Our first year

What is the first year of mar­riage re­ally like? Ig­nore the in­spo quotes and hear it straight from the mouths of these new­ly­weds

Cosmopolitan Bride (Australia) - - CONTENTS -

“Your list of pri­or­i­ties changes. It’s no longer how things af­fect me, it’s how they af­fect much more com­plex”

GE­ORGES & PHOEBE Mar­ried May, 2015 What made you de­cide to get mar­ried?


I was 38 when I pro­posed, and this is my first mar­riage. Peo­ple say when you know you know and I hon­estly be­lieve that’s true. There was no other op­tion for me; af­ter a par­tic­u­lar time, Phoebe was it. Phoebe:

Be­ing with Ge­orges, I made some big changes. I moved to Aus­tralia from Eng­land; I took the re­la­tion­ship se­ri­ously from the be­gin­ning. Mar­ry­ing Ge­orges was the path I was on from the very be­gin­ning.

What kind of ad­vice were you given about mar­riage?

G: My dad said you don’t have to feel like you’re madly in love with your wife every day but you can never feel like you’ve lost re­spect for her. It’s true, not just in mar­riage, but in re­la­tion­ships.

Is mar­riage what you ex­pected?

P: I ex­pected noth­ing to change. G: Me too, but ev­ery­thing has changed. P: Day-to-day rou­tine doesn’t change. What does change is the re­la­tion­ship it­self. There is so much more worth fight­ing for; you’re in this to­gether and you’ve made this com­mit­ment. There are go­ing to be strug­gles, but you have this strength that you can get through it and sup­port each other. If I make a mis­take or mess up, that’s, to an ex­tent, on both of us. We both deal with each other’s stuff.

G: Be­cause a mar­riage is, in prin­ci­ple, a life­long com­mit­ment. If peo­ple say things don’t change, then I think their per­cep­tion of mar­riage is dif­fer­ent. I think it is the best change in my adult life. It’s not like you’re try­ing to feel dif­fer­ent; your list of pri­or­i­ties changes. It’s no longer how things af­fect me, it’s how they af­fect us. It’s much more com­plex. I think that’s also where com­pro­mise comes into it. But you’re still sep­a­rate peo­ple be­cause that’s who you fell in love with.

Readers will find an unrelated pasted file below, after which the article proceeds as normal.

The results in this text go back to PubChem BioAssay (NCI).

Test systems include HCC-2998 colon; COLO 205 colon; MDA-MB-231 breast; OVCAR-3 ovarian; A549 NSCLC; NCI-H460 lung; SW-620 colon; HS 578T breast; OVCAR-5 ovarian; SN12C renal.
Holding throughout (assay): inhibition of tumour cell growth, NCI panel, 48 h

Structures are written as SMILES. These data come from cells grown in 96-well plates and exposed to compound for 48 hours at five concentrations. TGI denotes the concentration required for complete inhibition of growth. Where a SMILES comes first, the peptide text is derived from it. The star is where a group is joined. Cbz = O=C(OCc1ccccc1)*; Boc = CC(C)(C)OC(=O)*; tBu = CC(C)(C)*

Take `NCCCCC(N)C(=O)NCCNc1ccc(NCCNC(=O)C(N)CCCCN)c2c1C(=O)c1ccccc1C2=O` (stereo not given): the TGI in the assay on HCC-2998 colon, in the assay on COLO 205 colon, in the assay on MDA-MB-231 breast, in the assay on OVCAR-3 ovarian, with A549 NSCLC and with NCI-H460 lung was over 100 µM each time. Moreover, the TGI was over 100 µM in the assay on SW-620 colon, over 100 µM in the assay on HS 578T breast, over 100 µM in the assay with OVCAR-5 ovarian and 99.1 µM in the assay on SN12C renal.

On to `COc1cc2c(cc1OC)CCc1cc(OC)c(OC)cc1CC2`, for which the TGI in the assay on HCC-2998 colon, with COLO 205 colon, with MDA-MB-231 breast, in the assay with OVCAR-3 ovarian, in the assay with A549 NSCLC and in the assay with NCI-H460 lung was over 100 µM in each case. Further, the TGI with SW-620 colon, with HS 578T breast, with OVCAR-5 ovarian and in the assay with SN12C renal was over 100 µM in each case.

What sur­prised you most about the change?

G: I wasn’t go­ing to wear my wed­ding ring, mainly due to my line of work as a photographer and oc­cu­pa­tional safety. Plus, I don’t even wear a watch; I don’t like any­thing at­tached to me. But this ring, I can’t take it off.

P: It’s a beau­ti­ful sym­bol but it’s what you do through­out the mar­riage that makes it. I didn’t mind that he didn’t want to wear it – it didn’t mean he wasn’t go­ing to love me any less, but when I saw he was wear­ing it I was over the moon.

How have you changed as peo­ple?

G: I’ve put on so much weight and got a lot more grey hair [laughs]. I feel more fo­cused. I feel like I have a shorter amount of time to do things be­fore it gets hec­tic and we have chil­dren. Time has be­come con­sid­er­ably more fi­nite.

I just feel re­ally grown up. I think I’m also pro­cess­ing the real­ity of things start­ing to change, so I think I’m also on the same wave­length of get­ting my ducks in a row and fig­ur­ing out how to pre­pare us for the next step.

JAMES & BEN Mar­ried Oc­to­ber, 2015 First things first, how did you two meet?

James: We were in­tro­duced by two mu­tual friends of ours. We went on a date and I fell in love straight away. Ben:

I was a bit bom­barded and a bit scared by the com­mit­ment side.

J: Ben put the brakes on and a year later we or­gan­i­cally came back into each other’s lives. Two weeks later and we were liv­ing to­gether.

When you came back to­gether, how long did it take un­til you spoke about mar­riage?

J: I didn’t take too long! Around the three-year mark I would ask him all the time, and at my 31st birth­day he said, “We’ll be mar­ried by your next birth­day, so stop ask­ing all the time.”